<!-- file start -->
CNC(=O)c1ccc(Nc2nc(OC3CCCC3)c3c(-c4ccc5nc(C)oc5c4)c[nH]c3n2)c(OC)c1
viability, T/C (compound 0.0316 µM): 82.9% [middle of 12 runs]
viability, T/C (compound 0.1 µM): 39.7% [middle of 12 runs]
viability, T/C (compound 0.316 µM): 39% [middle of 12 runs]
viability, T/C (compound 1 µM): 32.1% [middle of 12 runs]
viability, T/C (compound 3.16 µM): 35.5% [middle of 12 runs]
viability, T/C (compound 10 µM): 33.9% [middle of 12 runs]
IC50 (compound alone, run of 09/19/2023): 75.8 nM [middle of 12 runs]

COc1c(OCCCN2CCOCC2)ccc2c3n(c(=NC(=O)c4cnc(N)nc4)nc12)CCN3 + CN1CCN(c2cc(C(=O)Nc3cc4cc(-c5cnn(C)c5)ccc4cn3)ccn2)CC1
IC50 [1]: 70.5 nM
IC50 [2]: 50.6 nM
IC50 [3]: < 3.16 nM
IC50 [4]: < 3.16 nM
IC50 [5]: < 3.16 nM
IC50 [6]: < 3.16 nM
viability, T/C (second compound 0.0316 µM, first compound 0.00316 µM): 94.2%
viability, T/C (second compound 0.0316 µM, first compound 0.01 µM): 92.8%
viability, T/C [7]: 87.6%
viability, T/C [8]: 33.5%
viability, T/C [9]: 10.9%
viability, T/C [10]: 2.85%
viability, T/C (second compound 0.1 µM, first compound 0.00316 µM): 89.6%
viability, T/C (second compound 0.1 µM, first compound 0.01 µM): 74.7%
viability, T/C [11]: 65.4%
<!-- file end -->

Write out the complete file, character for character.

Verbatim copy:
CNC(=O)c1ccc(Nc2nc(OC3CCCC3)c3c(-c4ccc5nc(C)oc5c4)c[nH]c3n2)c(OC)c1
viability, T/C (compound 0.0316 µM): 82.9% [middle of 12 runs]
viability, T/C (compound 0.1 µM): 39.7% [middle of 12 runs]
viability, T/C (compound 0.316 µM): 39% [middle of 12 runs]
viability, T/C (compound 1 µM): 32.1% [middle of 12 runs]
viability, T/C (compound 3.16 µM): 35.5% [middle of 12 runs]
viability, T/C (compound 10 µM): 33.9% [middle of 12 runs]
IC50 (compound alone, run of 09/19/2023): 75.8 nM [middle of 12 runs]

COc1c(OCCCN2CCOCC2)ccc2c3n(c(=NC(=O)c4cnc(N)nc4)nc12)CCN3 + CN1CCN(c2cc(C(=O)Nc3cc4cc(-c5cnn(C)c5)ccc4cn3)ccn2)CC1
IC50 [1]: 70.5 nM
IC50 [2]: 50.6 nM
IC50 [3]: < 3.16 nM
IC50 [4]: < 3.16 nM
IC50 [5]: < 3.16 nM
IC50 [6]: < 3.16 nM
viability, T/C (second compound 0.0316 µM, first compound 0.00316 µM): 94.2%
viability, T/C (second compound 0.0316 µM, first compound 0.01 µM): 92.8%
viability, T/C [7]: 87.6%
viability, T/C [8]: 33.5%
viability, T/C [9]: 10.9%
viability, T/C [10]: 2.85%
viability, T/C (second compound 0.1 µM, first compound 0.00316 µM): 89.6%
viability, T/C (second compound 0.1 µM, first compound 0.01 µM): 74.7%
viability, T/C [11]: 65.4%